Articles in this category deal with specific topics. Some articles are in-depth commentaries on particular subjects.
With headlines again filled with stories of immigrant abuse and immigration in the United States, it is worth taking a look back at one of the most famous “foreigners” from the ancient world: Odysseus.
When the Romans decided to invade Africa in 256 BC to bring an end to their war with Carthage, they supposedly encountered more than just Punic elephants and a cunning Spartan condottiero.
According to the Sumerian King List, kingship was already in the third millennium BC an ancient institution. But is this correct? Where and how did Sumerian kingship originate?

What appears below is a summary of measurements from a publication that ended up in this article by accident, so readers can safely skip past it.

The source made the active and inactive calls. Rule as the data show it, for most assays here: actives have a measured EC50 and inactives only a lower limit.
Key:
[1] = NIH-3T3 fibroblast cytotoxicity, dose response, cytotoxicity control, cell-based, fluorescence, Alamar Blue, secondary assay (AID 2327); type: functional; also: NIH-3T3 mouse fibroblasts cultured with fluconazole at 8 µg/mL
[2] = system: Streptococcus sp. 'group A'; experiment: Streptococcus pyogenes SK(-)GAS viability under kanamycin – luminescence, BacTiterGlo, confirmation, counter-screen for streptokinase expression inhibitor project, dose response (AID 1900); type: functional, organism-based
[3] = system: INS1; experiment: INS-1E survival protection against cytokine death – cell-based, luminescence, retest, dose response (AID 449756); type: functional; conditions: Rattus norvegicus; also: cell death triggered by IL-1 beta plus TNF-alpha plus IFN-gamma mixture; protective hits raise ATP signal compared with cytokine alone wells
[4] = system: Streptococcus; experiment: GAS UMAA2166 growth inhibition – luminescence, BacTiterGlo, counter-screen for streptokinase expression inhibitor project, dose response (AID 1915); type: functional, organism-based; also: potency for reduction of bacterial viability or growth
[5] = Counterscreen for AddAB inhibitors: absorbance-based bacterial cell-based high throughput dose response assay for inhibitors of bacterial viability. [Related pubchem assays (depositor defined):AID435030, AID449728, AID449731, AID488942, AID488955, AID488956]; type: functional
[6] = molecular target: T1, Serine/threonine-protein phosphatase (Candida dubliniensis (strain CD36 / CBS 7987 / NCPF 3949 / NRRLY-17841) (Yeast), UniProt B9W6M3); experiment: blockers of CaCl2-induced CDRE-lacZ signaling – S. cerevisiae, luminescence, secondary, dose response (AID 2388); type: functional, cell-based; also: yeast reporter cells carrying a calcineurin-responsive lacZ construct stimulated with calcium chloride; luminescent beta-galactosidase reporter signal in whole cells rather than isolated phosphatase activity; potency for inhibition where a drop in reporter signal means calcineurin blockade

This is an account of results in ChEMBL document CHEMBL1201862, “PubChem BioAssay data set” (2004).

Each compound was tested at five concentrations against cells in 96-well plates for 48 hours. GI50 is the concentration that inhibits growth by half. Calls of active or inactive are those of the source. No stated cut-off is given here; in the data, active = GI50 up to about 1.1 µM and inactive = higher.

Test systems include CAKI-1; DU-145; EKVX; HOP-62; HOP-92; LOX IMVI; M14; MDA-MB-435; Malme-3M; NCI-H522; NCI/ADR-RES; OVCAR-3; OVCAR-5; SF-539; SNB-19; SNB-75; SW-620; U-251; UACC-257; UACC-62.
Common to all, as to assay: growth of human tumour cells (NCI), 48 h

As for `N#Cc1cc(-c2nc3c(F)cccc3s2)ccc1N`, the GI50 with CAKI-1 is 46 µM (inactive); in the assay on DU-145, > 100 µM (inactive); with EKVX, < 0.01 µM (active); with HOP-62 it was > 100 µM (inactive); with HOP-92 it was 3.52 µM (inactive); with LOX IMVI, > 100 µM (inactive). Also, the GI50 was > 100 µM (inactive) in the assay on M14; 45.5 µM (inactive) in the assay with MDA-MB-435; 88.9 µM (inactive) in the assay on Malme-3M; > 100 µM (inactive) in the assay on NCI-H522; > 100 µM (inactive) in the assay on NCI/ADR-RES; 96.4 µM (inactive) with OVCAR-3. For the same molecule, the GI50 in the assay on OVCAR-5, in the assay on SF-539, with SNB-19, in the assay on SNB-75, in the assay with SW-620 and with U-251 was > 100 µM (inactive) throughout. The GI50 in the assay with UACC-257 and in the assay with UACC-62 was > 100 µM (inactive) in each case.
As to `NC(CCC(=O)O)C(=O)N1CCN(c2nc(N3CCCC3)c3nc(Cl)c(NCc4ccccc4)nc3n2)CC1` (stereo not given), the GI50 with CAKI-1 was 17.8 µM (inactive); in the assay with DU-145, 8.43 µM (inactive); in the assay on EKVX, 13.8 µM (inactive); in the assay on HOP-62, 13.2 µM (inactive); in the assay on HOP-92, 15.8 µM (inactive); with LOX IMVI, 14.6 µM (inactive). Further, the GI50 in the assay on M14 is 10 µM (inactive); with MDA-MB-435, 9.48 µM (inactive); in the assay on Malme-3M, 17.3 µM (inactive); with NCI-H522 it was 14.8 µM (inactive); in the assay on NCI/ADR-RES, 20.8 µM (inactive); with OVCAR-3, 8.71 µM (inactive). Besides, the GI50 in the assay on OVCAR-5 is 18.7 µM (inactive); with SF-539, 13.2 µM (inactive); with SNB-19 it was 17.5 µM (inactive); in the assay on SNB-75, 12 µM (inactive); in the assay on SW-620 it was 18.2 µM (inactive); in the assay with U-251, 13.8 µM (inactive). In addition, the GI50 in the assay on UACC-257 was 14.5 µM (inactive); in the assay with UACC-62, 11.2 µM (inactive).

International relations between the West and the Far East date back much further than usually thought and were originally much more benign than modern encounters.
The entanglement of Graeco-Roman and Indian Buddhist culture is well reflected in Gandharan art dating to the early centuries of our era.
While modern audiences tend to be sympathetic towards the trickster hero Odysseus, a closer look reveals him to be a terrible person.
The suicide of the hero Ajax, the result of a dispute over the ownership of Achilles’ armour, was a popular motif in Archaic Greek art.
Scholarship has tended to downplay the promiscuity of Etruscan women as described by Greek sources. But with evolving modern sexual sensibilities, perhaps a different approach is required.
A reference to the Salii as “jumping priests of Mars” leads me to wonder: who were these Roman priests and why did they jump?
The eighth century BC was a time of great change in the Early Iron Age Aegean. One of these changes is exemplified by the reorganization of settlements on the Cycladic island of Andros.